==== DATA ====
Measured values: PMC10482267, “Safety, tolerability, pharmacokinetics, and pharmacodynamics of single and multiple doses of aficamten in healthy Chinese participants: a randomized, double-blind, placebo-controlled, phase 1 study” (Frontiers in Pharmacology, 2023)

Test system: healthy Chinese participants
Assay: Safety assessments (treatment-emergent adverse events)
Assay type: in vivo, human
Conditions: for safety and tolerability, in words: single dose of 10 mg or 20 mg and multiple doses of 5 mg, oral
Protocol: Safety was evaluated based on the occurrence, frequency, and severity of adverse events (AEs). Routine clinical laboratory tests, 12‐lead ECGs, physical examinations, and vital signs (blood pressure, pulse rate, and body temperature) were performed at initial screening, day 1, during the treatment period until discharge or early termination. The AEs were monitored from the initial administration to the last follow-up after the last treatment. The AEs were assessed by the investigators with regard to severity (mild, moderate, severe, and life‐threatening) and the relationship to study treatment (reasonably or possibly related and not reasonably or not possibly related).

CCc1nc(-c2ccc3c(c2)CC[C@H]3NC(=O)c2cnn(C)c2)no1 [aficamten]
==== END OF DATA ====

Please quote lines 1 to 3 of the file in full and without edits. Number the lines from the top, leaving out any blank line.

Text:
Measured values: PMC10482267, “Safety, tolerability, pharmacokinetics, and pharmacodynamics of single and multiple doses of aficamten in healthy Chinese participants: a randomized, double-blind, placebo-controlled, phase 1 study” (Frontiers in Pharmacology, 2023)

Test system: healthy Chinese participants
Assay: Safety assessments (treatment-emergent adverse events)